Introducing the Nellie Windmill Facebook Page
Early adopter I’m not. I’ve finally scraped together a Nellie Windmill facebook page, just in time for the mass exodus to Google+. This feels very grown-up and a little scary. So if you’re like me and are hoping our Geek Overlords will fail in their evil attempts to foist yet another social media site on us, and you want to hang out with fellow reactionaries, come on over.Seriously though, I’m kind of excited. From what I’ve seen of facebook pages, they can be a space for conversation, more so than blogs or twitter. I started down this blog/social media rabbit hole because I wanted to find my people, my community and I’ve got my hopes set on this being a major step towards that.
Are you familiar with that strange feeling you get when you’re really happy and excited about something but you don’t quite want to let on how excited and happy you are because other people won’t think it’s that big a deal and will think you’re some sort of loser? That’s where I’ve been for the last couple of days. A couple of days ago, Shivani from My Owl Barn invited me to contribute to the 2012 Owl Lover Calendar project! It’s a truly inspired concept — 30 artists contribute an owlish piece of art, which means people can customise their own calendar by picking and choosing their 12 favourite images and then print it off completely free of charge! If you’re curious you can check out the 2011 calendar. What made it even a little bit cooler for me is that I recognised and am a bit of a fan of one of the artists who contributed last year — Julia Humpfer.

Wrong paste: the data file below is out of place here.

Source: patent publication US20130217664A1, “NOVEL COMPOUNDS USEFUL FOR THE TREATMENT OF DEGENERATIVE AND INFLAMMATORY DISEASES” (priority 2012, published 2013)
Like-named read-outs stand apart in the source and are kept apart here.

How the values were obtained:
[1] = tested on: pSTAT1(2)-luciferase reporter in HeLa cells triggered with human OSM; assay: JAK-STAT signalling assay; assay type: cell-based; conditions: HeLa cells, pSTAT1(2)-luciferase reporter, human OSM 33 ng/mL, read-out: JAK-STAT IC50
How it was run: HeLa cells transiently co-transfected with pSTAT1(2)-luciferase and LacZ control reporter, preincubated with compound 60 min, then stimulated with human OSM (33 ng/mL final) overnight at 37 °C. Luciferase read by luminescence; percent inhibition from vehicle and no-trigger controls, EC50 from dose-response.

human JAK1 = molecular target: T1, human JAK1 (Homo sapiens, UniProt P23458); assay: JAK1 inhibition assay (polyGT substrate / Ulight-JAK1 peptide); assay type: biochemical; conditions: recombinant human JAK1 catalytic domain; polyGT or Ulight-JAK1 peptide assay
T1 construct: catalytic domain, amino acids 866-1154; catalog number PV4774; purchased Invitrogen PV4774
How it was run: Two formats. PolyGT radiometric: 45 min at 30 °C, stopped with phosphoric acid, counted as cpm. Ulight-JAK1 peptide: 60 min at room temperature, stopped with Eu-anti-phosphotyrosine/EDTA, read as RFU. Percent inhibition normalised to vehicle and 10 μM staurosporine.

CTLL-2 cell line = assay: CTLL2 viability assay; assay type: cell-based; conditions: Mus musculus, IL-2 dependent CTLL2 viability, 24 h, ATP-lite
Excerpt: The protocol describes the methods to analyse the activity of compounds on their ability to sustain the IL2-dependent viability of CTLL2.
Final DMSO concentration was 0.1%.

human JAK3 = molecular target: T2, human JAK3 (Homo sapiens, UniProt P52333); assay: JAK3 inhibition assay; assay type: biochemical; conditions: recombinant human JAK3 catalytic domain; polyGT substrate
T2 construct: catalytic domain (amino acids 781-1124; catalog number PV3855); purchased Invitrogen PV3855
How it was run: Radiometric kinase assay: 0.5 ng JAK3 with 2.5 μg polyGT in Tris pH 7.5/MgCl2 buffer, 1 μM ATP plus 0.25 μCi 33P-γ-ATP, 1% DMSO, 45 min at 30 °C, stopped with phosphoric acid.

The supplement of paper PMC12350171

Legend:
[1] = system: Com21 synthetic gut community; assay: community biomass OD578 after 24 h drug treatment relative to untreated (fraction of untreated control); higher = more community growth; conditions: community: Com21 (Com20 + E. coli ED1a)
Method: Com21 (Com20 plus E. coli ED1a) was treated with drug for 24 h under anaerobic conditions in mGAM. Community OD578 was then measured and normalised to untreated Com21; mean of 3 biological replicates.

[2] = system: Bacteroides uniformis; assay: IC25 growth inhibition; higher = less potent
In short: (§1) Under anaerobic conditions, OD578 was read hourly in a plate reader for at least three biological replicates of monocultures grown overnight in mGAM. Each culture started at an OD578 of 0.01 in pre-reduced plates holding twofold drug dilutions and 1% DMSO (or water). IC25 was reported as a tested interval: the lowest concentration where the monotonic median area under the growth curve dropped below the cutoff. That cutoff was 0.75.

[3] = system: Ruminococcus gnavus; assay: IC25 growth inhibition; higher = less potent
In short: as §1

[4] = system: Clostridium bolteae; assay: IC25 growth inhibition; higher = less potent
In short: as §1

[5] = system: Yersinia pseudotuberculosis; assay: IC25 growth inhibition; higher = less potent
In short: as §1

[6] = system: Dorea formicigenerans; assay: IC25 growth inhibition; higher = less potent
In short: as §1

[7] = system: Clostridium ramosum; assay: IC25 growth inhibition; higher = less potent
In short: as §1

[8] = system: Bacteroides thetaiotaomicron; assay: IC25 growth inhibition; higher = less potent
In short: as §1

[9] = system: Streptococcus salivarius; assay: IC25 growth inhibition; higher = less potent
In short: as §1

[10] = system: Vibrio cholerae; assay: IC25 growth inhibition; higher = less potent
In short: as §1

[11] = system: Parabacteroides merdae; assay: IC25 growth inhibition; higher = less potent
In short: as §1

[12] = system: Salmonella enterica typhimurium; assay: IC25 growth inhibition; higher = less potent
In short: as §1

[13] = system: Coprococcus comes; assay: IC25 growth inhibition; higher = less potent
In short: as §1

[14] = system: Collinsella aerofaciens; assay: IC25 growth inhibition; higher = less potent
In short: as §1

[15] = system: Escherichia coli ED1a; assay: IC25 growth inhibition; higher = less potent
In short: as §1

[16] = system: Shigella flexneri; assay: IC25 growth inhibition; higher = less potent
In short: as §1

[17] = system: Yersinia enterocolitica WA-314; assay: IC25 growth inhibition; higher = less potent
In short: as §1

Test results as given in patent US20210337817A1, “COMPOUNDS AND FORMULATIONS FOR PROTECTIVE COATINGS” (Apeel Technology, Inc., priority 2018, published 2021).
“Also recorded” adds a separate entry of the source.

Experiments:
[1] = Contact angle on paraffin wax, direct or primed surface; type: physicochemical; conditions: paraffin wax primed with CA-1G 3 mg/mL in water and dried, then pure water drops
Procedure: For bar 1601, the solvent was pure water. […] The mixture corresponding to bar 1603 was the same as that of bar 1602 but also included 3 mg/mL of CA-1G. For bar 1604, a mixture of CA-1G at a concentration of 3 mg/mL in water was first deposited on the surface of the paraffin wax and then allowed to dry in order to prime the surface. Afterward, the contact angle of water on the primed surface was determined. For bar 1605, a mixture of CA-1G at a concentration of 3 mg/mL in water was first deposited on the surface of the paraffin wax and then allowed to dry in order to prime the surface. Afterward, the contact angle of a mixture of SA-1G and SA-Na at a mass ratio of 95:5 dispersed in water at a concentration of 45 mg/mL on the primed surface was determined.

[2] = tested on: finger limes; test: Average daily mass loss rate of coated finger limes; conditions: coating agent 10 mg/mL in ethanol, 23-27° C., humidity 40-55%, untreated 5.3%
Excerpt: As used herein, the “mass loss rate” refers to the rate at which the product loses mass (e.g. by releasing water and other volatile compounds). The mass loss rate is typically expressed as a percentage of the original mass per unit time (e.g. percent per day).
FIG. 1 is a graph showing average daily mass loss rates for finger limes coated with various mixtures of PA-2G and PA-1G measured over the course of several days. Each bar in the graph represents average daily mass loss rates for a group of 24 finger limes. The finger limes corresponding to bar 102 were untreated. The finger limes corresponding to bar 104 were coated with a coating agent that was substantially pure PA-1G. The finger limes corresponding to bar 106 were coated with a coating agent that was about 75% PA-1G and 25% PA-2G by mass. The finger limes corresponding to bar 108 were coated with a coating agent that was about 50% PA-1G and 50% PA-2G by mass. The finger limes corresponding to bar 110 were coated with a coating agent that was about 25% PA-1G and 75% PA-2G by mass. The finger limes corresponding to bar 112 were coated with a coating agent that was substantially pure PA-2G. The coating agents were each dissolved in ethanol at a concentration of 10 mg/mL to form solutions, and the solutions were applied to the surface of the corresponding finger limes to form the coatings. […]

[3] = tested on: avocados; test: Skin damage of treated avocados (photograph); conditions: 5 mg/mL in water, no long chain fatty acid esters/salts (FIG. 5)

I spent all day yesterday sketching lots of little owly guys and I thought a couple of the techniques I was using might make for a nice little quick and dirty tutorial. I often wonder, with a smidge of envy, how artists create deliciously abstract shapes and quirky wonky lines. I’m not at all a naturally abstract kind of gal so I came up with a couple “cheats”, which I thought you might find useful.
Step 1… Draw circles and ovals
With a mechanical pencil, go around and around in circles until you have something that looks like the pic above.
Step 2… Define circles and ovals
Take a close look at the marks on the page and pick out the darkest lines. Go over them with your mechanical pencil to define them more. You’ll find that you have to create some odd angles to make the random lines meet, giving you a pleasantly strange shape.
Step 3… Define more
Now you’re left with some extra lines on the inside, which create an interesting shape of their own. Define the outer edge of these.
Step 4… Colour in
Colour in the space you’ve created, leaving some parts out for added interest.
Step 5… Add some wonky lines
Use your non-dominant hand to draw interesting, organic-looking, wonky lines. Still using your non-dominant hand, add some fun little details, such as dots and crosses. Using your dominant hand, go over the lines to define, being careful to preserve the irregularities.
Here are some I prepared earlier: